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Original research
Expanding access to non-communicable disease care in rural Malawi: outcomes from a retrospective cohort in an integrated NCD–HIV model
  1. Emily B Wroe1,2,
  2. Noel Kalanga3,
  3. Elizabeth L Dunbar1,
  4. Lawrence Nazimera4,
  5. Natalie F Price5,
  6. Adarsh Shah5,
  7. Luckson Dullie1,
  8. Bright Mailosi1,
  9. Grant Gonani4,
  10. Enoch P L Ndarama4,
  11. George C Talama1,
  12. Gene Bukhman2,
  13. Lila Kerr1,
  14. Emilia Connolly1,
  15. Chiyembekezo Kachimanga1
  1. 1Partners In Health, Neno, Malawi
  2. 2Division of Global Health Equity, Brigham and Women's Hospital, Boston, Massachusetts, USA
  3. 3Department of Health Systems and Policy, College of Medicine, Blantyre, Malawi
  4. 4Ministry of Health, Neno District Health Office, Ministry of Health, Neno, Malawi
  5. 5Partners In Health, Boston, Massachusetts, USA
  1. Correspondence to Dr Emily B Wroe; emwroe{at}


Objectives Non-communicable diseases (NCDs) account for one-third of disability-adjusted life years in Malawi, and access to care is exceptionally limited. Integrated services with HIV are widely recommended, but few examples exist globally. We report descriptive outcomes from an Integrated Chronic Care Clinic (IC3).

Design This is a retrospective cohort study.

Setting The study includes an HIV–NCD clinic across 14 primary care facilities in the rural district of Neno, Malawi.

Participants All new patients, including 6233 HIV–NCD diagnoses, enrolled between January 2015 and December 2017 were included. This included 3334 patients with HIV (59.7% women) and 2990 patients with NCD (67.3% women), 10% overall under age 15 years.

Interventions Patients were seen at their nearest health centre, with a hospital team visiting routinely to reinforce staffing. Data were collected on paper forms and entered into an electronic medical record.

Primary and secondary outcome measures Routine clinical measurements are reported at 1-year post-enrolment for patients with more than one visit. One-year retention is reported by diagnosis.

Results NCD diagnoses were 1693 hypertension, 668 asthma, 486 epilepsy, 149 diabetes and 109 severe mental illness. By December 2018, 8.3% of patients with NCD over 15 years were also on HIV treatment. One-year retention was 85% for HIV and 72% for NCDs, with default in 8.4% and 25.5% and deaths in 4.0% and 1.4%, respectively. Clinical outcomes showed statistically significant improvement for hypertension, diabetes, asthma and epilepsy. Of the 1807 (80%) of patients with HIV with viral load results, 85% had undetectable viral load.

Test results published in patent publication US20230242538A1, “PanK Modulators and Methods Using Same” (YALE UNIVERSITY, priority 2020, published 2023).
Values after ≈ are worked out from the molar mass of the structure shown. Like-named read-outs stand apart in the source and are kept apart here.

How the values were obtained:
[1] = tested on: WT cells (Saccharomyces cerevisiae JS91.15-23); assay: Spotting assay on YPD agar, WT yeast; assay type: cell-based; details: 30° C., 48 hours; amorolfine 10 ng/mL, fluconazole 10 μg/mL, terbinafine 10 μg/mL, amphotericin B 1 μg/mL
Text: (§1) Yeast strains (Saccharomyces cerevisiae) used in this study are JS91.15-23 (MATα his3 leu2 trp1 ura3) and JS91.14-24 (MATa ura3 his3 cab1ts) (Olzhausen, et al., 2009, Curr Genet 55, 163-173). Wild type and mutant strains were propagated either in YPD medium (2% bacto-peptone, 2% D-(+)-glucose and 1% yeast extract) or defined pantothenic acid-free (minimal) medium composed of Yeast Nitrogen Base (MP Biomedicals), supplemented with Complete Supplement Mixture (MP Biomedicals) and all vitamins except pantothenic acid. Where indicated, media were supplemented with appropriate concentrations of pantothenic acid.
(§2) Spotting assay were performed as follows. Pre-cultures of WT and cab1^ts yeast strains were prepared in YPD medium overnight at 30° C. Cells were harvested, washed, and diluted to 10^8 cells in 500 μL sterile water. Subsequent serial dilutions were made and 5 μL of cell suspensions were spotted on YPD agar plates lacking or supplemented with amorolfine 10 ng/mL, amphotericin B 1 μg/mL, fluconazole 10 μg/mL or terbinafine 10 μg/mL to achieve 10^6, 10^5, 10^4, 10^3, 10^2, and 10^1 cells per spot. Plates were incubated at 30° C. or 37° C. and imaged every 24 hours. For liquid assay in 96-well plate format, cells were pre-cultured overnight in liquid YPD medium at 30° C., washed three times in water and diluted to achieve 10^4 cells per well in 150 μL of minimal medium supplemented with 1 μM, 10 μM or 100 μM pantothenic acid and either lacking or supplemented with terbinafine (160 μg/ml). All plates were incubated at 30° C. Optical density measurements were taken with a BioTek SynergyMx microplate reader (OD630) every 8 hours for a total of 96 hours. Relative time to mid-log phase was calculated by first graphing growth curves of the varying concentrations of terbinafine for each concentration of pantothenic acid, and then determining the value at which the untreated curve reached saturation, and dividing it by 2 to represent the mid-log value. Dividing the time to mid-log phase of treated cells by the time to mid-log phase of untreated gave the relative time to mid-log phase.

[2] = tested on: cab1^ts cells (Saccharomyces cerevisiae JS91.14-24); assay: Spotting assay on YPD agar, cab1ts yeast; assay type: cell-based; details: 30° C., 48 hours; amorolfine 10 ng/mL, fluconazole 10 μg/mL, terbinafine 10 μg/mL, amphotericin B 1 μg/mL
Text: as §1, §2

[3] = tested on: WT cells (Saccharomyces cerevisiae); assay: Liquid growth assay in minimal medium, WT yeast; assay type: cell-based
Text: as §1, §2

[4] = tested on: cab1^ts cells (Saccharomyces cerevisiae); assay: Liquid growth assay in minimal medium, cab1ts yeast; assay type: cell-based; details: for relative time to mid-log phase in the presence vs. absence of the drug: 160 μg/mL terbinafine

Conclusions The IC3 model, built on an HIV platform, facilitated rapid decentralisation and access to NCD services in rural Malawi. Clinical outcomes and retention in care are favourable, suggesting that integration of chronic disease care at the primary care level poses a way forward for the large dual burden of HIV and chronic NCDs.

  • epilepsy
  • HIV & AIDS
  • diabetes & endocrinology
  • cardiology
  • health services administration & management

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  • Contributors EBW, CK and NK conceptualised the study. EBW, CK, NK, ELD, LN, LD, BM, GG, EPLN, GCT, LK and EC designed and implemented the program and data systems, and oversaw data collection and interpretation. ELD, LK, CK, NK and EBW designed the data collection system. EBW, AS, NFP, CK and NK contributed to the analysis plan. EBW drafted the manuscript. AS and NFP led the analysis, and ELD supported the analysis. GB, CK, EBW, NK, BM, EPLN and LN provided contextual information for framing of the manuscript background and importance. All authors were involved in the design and execution of the clinic and oversaw the clinical work. Each author provided revisions and comments to the manuscript.

  • Funding The authors have not declared a specific grant for this research from any funding agency in the public, commercial or not-for-profit sectors.

  • Map disclaimer The depiction of boundaries on this map does not imply the expression of any opinion whatsoever on the part of BMJ (or any member of its group) concerning the legal status of any country, territory, jurisdiction or area or of its authorities. This map is provided without any warranty of any kind, either express or implied.

  • Competing interests None declared.

  • Patient consent for publication Not required.

  • Ethics approval All data for this study were routinely collected and de-identified clinical data, and no patient was enrolled in a study outside of routine care. Ethical approval was received by the Malawi National Health Sciences Research Committee (NHSRC) and Partners Healthcare Institutional Review Board at Brigham and Women’s Hospital in Boston, Massachusetts, USA.

  • Provenance and peer review Not commissioned; externally peer reviewed.

  • Data availability statement No data are available. No additional data available, but data questions may be directed to the lead author at